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New Vs. Old Method Of Flight Planning  
User currently offlineWestern727 From United States of America, joined Jan 2007, 888 posts, RR: 4
Posted (14 years 8 months 2 weeks 4 days 17 hours ago) and read 3729 times:

I recently found a flight planner program, and I got curious and decided to run mock flight planning session to see what would happen. It took me about 45 seconds to do what used to be a very time consuming process. My one concern with all this great new technology is that I'll go "soft" - forgetting how to work my E6B and plotter. On the other hand, working my E6B and plotter are pretty much second nature by now, and I've already passed my private checkride. And time seems to be a slim commodity lately - the more I can speed up the flight planning process, the longer I can sleep, or the more homework I can finish up.

What do you guys think - will I forget everything and go soft if I don't do it the old way? What is a strategy for not forgetting all that essential E6B and plotter stuff.

Incedentally, this discussion doesn't just have to be about flight planning. It could include such topics such as "GPS dependance", and other areas where old technology is being replaced by new.

Jack @ AUS
3 replies: All unread, jump to last
User currently offlineJetguy From , joined Dec 1969, posts, RR:
Reply 1, posted (14 years 8 months 2 weeks 4 days 13 hours ago) and read 3704 times:

In our company everyone was given laptops and a copy of one of the various versions of "Flitesoft" flight planning program. At first I was very sceptical - for years we had been using one of the national flight planning services and I didn't see how this "cheap" little program could possibly compare to what we were getting from our flight planning service. Long story short, boy was I wrong. What a great program. We literally fly coast to coast and border to border on a weekly basis and this puppy is dead on. I've had several flights from Oregon to Florida and the time enroute and total fuel burn calculations were accurate to within 1 (one) minute and 10 (ten) pounds of fuel! Of course, ATC has to cooperate to get results like this, but the point is these programs are accurate. It's late and I'll discuss this more at another time because there are definately other points to consider when it comes to "recreational" flight planning and basic pilot proficiency.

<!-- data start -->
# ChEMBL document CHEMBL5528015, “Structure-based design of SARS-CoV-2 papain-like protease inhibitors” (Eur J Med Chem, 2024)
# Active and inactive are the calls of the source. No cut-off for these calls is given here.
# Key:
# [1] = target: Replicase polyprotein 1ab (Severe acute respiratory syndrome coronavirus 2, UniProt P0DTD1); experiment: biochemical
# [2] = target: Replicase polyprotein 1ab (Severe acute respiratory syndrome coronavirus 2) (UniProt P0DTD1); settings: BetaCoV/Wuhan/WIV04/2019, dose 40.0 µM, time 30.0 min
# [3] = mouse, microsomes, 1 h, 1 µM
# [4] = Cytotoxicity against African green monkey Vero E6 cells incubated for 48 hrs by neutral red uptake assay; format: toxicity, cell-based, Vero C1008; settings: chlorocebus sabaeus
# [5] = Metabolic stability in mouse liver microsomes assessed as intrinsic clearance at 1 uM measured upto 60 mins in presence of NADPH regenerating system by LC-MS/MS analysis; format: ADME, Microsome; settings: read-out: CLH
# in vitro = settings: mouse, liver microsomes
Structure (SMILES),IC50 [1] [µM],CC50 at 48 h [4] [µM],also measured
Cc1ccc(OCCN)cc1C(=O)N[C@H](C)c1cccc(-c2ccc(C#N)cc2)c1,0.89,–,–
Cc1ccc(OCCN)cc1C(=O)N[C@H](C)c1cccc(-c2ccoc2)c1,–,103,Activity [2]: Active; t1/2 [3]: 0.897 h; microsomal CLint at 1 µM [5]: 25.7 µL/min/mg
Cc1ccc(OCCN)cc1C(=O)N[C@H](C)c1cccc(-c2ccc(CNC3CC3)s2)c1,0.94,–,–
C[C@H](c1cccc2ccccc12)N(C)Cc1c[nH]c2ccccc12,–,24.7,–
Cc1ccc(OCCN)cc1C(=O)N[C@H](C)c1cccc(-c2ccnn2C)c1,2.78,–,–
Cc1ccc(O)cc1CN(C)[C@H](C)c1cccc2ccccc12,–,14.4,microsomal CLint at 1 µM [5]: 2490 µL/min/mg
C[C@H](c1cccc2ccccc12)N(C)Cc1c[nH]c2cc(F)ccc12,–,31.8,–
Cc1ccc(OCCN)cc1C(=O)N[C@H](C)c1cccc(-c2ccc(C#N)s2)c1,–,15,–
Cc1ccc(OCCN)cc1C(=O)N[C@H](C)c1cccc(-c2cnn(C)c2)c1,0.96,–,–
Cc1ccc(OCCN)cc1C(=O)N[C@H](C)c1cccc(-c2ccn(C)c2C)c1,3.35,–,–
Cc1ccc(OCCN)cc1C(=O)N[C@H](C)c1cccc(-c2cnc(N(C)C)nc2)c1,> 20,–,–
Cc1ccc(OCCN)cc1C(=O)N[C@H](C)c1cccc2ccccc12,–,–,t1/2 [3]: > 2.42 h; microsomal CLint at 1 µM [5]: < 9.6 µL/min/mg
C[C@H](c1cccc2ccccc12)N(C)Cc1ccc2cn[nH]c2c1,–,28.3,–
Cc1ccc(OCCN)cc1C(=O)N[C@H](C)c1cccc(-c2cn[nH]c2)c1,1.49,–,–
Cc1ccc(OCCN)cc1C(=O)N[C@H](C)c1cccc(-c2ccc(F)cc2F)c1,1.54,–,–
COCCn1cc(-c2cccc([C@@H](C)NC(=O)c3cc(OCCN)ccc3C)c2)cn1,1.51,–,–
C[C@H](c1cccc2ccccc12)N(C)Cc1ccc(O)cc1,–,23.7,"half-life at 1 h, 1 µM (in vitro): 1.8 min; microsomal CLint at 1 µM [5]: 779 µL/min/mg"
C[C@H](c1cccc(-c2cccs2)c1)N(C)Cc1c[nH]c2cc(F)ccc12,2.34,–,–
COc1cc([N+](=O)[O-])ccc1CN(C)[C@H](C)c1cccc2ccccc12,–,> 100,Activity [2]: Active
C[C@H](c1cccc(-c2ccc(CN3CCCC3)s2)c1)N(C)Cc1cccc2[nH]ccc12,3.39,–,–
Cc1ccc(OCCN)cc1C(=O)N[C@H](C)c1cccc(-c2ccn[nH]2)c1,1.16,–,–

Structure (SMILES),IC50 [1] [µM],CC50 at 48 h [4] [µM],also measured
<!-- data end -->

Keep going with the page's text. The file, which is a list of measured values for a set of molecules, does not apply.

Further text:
User currently offlineWestern727 From United States of America, joined Jan 2007, 888 posts, RR: 4
Reply 2, posted (14 years 8 months 2 weeks 4 days 7 hours ago) and read 3687 times:


I'm all ears....


PS - Where are you?

Jack @ AUS
User currently offlineChrisHabgood From , joined Dec 1969, posts, RR:
Reply 3, posted (14 years 8 months 2 weeks 3 days 21 hours ago) and read 3671 times:

Well what you have to think about is what do the programs do??

They do EXACTLY what you do with an E6B, BUT they are able to do it more accurately because of the technology involved.

I feel if you can't manually plan a flight then there is something wrong.

Even on the ailriners there are loading charts, flight planning charts, weight and balance, V-speed calculations and what not in the AOM manuals. This is even with the FMC that does all of the calculations for you.

It would be important to be able to plan a flight manually, but as long as long as you are able to back up yourself with a manual way to do it there should be no problem.

The problem of the automation has been recognized by the airline industry and in at least the 747-400 manual there is a note describing this. With the automation comes complacency on the part of the individual relying on the computers to do the work and just punch buttons. There have been numerous airliners with GREAT FMC and MCP integration--2 PILOT CREWS, but have STILL managed CFIT( controlled flight into terrain).

The automation is fine but you need to have an underlying understanding as to what is going on.

I read an article in FLYING a while back about GPS and there have been students who went for there SEL check ride. They turned on the GPS after starting the engine and the examiner reached over and turned it off and the student could NOT fly the plane, UNBELIEVABLE!!

I was just thinking about something else that is relevant.

During my college career, I had a math teacher who was phenominal. He could do complex arithmatic in his HEAD, AC analysis and such. Someone asked him how does he know if the answer is correct. He said determine if the answer is logical. Think back through the problem and determine if the answer could be accurate or even close.

This has a direct bearing on your question because if you know how much fuel burn your airplane produces and you know the wind, then you should be able to come up with a best guess as to what you should expect. The flight software has to know this in order to do the calculations so accurately as well as interpolating the winds and what not. HOPEFULLY this was helpful.

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